Stay vertical: Instagram Stories are almost exclusively viewed full-screen on a phone display, so portrait format dimensions (1080 by 1920 px) are what you need to be thinking in. If you do have video that’s a different orientation, you can always zoom in manually in the interface like you would with a photo, but remember that this will have an impact on the quality. 

Screenshot of Instagram Stories interface on gradient background

(Image credit: Jon Stapley/Future)

Remember what you can do in the app…: The Instagram app makes it easy to add simple things to your Stories. You can overlay text, add music (the app links up with Spotify), rotate video, zoom in, move the video around the canvas, add a background, overlay photos from your gallery, and more. If you have simple tasks like these in mind, the easiest thing to do is probably handling it in-app.

… and what you can’t: The Stories interface isn’t much for colour correction. There are Instagram’s well-known filters named after cities, which you can access by swiping left or right in the Stories interface, but honestly these are pretty lame. For simple colour correction or stylish presets, you’re best off looking into an app like Adobe Premiere Rush.

For more on Stories, see our Instagram Story tips guide.

How to edit video for Instagram Reels

Instagram Reels interface screenshot on gradient background

(Image credit: Jon Stapley/Future)

What Stories were to Snapchat, Instagram Reels are to TikTok. These are short clips that can be posted to the main feed, or continually scrolled through just like TikToks. 

Create in-app if possible: You can add pre-recorded clips to a Reel by tapping the camera roll icon at the bottom left, but unlike TikToks, Reels don’t let you add many effects to these clips. You can add text, stickers and music in a similar interface to Stories, but the more advanced stuff is fenced off unless you’re shooting in-app. Simply tap the centre button to start recording, or use the clock icon to start a recording timer.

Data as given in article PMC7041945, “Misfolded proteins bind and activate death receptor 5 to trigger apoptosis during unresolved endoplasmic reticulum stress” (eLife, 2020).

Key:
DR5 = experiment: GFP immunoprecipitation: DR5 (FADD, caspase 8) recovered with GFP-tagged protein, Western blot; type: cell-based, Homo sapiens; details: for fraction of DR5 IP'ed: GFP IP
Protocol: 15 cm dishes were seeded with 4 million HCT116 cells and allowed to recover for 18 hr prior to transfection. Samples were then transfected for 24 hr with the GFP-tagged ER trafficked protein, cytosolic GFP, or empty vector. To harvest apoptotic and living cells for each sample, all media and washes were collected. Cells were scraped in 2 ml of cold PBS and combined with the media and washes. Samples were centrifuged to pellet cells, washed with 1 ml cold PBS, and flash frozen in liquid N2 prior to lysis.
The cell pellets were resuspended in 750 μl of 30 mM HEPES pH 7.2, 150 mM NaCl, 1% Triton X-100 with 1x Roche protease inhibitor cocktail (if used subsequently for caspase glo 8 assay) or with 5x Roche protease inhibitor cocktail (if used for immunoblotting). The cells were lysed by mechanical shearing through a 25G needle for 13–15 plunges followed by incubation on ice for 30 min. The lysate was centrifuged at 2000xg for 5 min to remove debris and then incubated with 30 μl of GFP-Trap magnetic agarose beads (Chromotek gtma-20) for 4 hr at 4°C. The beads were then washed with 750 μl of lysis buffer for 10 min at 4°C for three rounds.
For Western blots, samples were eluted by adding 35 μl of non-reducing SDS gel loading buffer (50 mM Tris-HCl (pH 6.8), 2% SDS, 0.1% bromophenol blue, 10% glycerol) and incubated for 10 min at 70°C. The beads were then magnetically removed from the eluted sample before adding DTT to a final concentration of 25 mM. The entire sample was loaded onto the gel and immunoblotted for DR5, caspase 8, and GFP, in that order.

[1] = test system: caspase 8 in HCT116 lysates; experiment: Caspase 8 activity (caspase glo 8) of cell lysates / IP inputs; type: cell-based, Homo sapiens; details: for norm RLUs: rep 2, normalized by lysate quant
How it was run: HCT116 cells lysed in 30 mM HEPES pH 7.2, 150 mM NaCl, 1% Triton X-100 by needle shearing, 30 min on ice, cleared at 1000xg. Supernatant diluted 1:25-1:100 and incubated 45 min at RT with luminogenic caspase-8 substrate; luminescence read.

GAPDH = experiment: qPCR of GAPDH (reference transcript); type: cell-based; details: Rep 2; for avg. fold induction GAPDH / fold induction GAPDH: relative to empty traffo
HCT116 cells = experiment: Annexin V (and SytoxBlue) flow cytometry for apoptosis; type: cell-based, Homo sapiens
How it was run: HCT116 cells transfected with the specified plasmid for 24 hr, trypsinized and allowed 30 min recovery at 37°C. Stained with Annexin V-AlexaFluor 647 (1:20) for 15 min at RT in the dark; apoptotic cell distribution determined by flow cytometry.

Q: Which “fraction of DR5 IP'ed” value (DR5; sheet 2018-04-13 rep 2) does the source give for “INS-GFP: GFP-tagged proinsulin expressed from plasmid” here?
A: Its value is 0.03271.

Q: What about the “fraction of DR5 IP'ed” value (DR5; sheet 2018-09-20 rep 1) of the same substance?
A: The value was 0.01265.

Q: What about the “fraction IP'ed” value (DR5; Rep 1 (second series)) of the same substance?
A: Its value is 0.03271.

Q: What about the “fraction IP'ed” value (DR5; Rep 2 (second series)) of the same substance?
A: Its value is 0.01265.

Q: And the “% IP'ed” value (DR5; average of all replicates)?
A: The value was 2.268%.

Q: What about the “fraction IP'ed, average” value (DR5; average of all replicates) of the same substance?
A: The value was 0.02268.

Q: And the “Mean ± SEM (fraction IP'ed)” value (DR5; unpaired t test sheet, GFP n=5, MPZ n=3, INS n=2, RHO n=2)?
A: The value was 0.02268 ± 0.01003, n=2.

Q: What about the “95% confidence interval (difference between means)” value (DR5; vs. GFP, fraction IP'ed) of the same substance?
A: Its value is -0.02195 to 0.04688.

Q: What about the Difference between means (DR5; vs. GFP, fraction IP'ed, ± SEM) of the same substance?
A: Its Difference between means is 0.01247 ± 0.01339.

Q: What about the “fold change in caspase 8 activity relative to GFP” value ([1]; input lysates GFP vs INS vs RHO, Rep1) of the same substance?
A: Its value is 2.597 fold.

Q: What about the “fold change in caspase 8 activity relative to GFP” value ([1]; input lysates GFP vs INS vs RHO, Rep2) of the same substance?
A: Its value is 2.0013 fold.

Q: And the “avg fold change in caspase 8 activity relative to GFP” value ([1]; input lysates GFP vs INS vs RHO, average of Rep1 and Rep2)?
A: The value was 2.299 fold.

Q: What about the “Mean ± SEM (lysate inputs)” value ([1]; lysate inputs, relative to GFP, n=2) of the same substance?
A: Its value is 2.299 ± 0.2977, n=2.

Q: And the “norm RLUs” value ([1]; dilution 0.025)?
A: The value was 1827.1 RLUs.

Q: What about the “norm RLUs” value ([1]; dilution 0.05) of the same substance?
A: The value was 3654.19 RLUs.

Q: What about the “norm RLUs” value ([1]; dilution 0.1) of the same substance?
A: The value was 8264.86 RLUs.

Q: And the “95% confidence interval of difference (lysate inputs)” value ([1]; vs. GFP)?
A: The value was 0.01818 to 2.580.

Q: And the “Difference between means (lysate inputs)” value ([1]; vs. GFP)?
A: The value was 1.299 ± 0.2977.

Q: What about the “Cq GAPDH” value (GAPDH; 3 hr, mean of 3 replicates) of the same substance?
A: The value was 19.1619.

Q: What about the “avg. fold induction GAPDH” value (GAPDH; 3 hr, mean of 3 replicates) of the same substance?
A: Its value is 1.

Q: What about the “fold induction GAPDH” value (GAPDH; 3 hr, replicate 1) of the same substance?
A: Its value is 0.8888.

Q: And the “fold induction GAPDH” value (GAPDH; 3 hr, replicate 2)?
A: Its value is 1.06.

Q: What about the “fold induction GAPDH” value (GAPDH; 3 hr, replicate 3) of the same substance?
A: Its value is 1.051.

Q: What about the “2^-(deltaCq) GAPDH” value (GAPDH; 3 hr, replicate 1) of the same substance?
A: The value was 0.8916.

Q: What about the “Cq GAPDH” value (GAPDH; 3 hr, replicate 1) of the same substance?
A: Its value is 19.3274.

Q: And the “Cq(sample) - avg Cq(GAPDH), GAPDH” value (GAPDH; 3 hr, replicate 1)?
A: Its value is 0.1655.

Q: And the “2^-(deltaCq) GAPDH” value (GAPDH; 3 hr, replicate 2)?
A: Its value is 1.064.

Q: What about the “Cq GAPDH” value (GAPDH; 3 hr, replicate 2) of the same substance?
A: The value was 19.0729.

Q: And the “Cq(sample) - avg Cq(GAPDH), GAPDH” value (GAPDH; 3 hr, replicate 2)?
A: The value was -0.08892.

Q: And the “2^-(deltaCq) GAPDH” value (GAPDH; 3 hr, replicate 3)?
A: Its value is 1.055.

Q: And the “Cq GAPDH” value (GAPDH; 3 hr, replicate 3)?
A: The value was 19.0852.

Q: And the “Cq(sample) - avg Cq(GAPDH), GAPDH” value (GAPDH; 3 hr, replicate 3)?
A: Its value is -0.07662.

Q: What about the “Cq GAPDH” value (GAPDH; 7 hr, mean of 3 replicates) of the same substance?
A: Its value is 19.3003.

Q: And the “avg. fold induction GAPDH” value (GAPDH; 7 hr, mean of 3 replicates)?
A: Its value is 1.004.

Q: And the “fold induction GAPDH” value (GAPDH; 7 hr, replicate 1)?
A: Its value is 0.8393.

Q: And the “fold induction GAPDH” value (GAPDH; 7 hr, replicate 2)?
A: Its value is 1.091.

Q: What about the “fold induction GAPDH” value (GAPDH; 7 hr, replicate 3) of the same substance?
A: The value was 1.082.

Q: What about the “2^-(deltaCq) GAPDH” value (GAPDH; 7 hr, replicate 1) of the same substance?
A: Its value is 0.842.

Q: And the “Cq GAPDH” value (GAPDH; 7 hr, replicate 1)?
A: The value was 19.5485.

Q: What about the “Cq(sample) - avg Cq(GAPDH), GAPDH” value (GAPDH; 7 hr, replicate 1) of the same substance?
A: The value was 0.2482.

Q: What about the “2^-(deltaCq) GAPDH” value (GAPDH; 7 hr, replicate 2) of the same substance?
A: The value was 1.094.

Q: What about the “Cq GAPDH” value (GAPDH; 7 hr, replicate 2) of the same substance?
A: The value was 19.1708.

Set the length: Reels can be set to 15, 30 or 60 seconds – they don’t have to be exactly these prescribed lengths, but they cannot exceed them. 

Use transitions: In the Effects panel (accessed by tapping the stars icon), you can find some useful Transitions to get you from one clip to another. These include effects like Warp (whip between clips when you turn your head left or right), Spin (trigger a spinning transition by tilting your head), Zoom (tap a section of the frame to transition by zooming in on that area) and more. They can be really handy for stitching clips together smoothly. 

Save effects: The effects interface on Reels is a big sprawling mess. If you find an editing effect you like, save it using the bookmark icon so that you can easily access it again.

Screnshot of Instagram Reels interface showing saved effects and transitions

(Image credit: Jon Stapley/Future)

Align your clips: Once you’ve added your first clip, you’ll notice a new icon on the left-hand menu bar. This is the Align tool – selecting it will bring up a ghost overlay of the end of your previous clip, which you can then align the next shot to. This is useful for smoothly transitioning between clips.

Want to know more about Reels? Check out our full beginner's guide to Instagram Reels for more tips. 

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Jon Stapley

Jon is a freelance writer and journalist who covers photography, art, technology, and the intersection of all three. When he's not scouting out news on the latest gadgets, he likes to play around with film cameras that were manufactured before he was born. To that end, he never goes anywhere without his Olympus XA2, loaded with a fresh roll of Kodak (Gold 200 is the best, since you asked). Jon is a regular contributor to Creative Bloq, and has also written for in Digital Camera World, Black + White Photography Magazine, Photomonitor, Outdoor Photography, Shortlist and probably a few others he's forgetting.